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Bewitched by witchcraft.

Workers at a London construction site were mystified when they unearthed a sealed stoneware bottle in 2009, with some very strange markings including the image of a scary bearded man. The bottle, obviously buried a long time ago, was identified by archaeologists as a "witch bottle," meant to provide protection from witches' spells.

Back in the sixteenth and seventeenth centuries there was a powerful belief in witches and their ability to cause illness by casting a spell. But the evil spells could be fended off by trapping them in a "witch bottle," which if properly prepared, could even reflect the spell and torment the witch until the spell was removed, allowing the victim to recover. More than two hundred witch bottles that had either been buried in the ground or hidden inside walls have been found, but the only one that was completely sealed was the one discovered at the London construction site.

After x-rays revealed that the bottle was half-filled with liquid and contained a variety of pins and nails, it was carefully opened and found to contain human urine, hair, fingernail clippings, brass pins and a dozen iron nails, one of which pierced a small leather heart. The liquid was handed over to Alan Massey, a retired chemist from the University of Loughborough, U.K., who determined it to be of human origin. More specifically, it was the urine of a smoker, as evidenced by the presence of cotinine, a metabolite of nicotine. Historians suggest that the shape of the bottle represented the witch's bladder and the nails and bent pins immersed in urine would somehow cause the witch to suffer pain every time he or she passed urine. The only option for the witch was to remove the spell. As far as the leather heart pierced by the iron nail goes, we can only assume that it was to cause heartache for the witch. The hair, nail clippings and pieces of what may have been belly button fluff were perhaps placed in the bottle to identify the person or persons who were to be protected or cured. The bearded face etched into the bottle was probably there with the hope of scaring off evil.

Such superstitions were understandable at a time when there was little understanding of disease and when physicians did not have much to offer in terms of effective remedies. But even today, the internet offers numerous formulas for witch bottles promising to protect against entities, spirits, demons and negative energies. They even throw in some scientific terms: "After charging, the bottle becomes an energetic trap for any force that intends to cause you harm. It is aligned to your energy field through the use of your own DNA." What is to be put into the bottle? Rusty nails, broken glass and dead bugs along with menstrual blood or semen, which I guess provide the DNA. Users are instructed to urinate in the bottle to "provide a link for the energy to flow into the jar and remain" and to add three pinches of salt and a handful of earth while "feeling its connection to the planet and its ability to transform waste into fertility." After the bottle is sealed with drippings from a black candle it is buried. Should it be disturbed "the negativity will not be released because it has already been neutralized by the salt and the handful of earth."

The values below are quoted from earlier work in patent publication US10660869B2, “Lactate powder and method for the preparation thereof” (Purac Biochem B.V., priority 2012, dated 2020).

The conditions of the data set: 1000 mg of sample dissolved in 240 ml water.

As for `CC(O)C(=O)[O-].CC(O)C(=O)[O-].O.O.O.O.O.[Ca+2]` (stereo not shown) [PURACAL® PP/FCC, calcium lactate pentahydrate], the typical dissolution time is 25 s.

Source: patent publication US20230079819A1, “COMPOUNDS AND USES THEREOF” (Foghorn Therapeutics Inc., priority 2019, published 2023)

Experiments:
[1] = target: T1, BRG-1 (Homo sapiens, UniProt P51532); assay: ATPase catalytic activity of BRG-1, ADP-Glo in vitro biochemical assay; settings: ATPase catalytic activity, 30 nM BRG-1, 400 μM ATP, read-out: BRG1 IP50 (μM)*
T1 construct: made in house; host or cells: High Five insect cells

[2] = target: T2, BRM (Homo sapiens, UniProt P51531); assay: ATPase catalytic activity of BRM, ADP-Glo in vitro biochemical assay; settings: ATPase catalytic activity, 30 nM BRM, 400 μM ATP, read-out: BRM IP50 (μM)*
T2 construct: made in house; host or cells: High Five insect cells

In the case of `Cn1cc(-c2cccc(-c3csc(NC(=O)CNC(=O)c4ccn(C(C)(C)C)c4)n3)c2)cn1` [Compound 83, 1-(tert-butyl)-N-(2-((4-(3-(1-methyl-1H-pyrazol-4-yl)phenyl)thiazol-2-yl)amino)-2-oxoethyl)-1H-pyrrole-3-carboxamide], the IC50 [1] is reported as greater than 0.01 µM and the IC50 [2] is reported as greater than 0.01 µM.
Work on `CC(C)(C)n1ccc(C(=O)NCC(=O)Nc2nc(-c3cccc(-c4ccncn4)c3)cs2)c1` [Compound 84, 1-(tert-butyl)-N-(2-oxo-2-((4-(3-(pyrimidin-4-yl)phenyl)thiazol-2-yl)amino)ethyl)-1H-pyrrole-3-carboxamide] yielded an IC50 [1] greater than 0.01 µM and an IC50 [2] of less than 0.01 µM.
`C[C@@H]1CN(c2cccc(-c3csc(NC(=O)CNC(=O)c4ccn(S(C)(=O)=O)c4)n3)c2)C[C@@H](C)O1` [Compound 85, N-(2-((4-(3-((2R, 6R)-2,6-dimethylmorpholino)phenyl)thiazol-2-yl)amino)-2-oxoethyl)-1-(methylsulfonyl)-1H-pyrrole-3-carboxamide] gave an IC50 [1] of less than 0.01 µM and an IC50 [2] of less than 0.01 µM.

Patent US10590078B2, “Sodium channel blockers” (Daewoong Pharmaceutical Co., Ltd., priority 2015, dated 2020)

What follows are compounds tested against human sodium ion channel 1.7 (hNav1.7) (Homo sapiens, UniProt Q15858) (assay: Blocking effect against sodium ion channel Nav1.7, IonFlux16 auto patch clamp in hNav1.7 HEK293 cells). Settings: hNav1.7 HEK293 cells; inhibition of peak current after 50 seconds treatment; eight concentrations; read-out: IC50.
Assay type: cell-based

Granted, not many people today are likely to be making use of witch bottles; that's because we're too smart these days to believe in witches' spells. But there's still plenty of witchcraft available for purchase. How about a belief that illness stems from a disruption of the body's "energy field," despite the fact that there is not one iota of evidence that any such energy field exists? Yet, you can buy an Electro Physiological Feedback Xrroid machine or a QuWave harmonizer, or just a simple hologram-equipped "energy bracelet" to realign or repair the body's non-existent energy field that has been disrupted by exposure to the damaging effects of modern life such as electromagnetic radiation, genetically modified foods and, of course, "chemicals." These devices have as much chance of affecting our health as a witch bottle. The belief in nonsense does not change, it is just bottled differently.

Joe Schwarcz is the director of McGill University's Office for Science and Society. Read his blog at
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Title Annotation:CHEMFUSION
Author:Schwarcz, Joe
Publication:Canadian Chemical News
Date:Oct 1, 2012
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